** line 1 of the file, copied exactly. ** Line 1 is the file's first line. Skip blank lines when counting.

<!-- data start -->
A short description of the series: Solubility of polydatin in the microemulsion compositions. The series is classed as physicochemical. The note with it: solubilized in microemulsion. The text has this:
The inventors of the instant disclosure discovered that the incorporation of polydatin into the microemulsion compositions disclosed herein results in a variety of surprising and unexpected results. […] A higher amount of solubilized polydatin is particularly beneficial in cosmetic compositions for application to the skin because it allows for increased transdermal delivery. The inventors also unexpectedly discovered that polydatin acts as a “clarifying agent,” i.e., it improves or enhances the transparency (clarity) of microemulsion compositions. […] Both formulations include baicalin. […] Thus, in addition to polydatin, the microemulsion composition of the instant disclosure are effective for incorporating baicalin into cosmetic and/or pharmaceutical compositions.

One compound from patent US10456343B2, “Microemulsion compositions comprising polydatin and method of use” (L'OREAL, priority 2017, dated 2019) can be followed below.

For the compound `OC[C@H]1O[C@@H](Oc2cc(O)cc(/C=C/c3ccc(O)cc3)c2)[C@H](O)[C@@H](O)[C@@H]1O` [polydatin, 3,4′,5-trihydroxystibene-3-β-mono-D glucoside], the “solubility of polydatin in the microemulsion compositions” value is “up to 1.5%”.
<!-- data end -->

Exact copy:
A short description of the series: Solubility of polydatin in the microemulsion compositions. The series is classed as physicochemical. The note with it: solubilized in microemulsion. The text has this: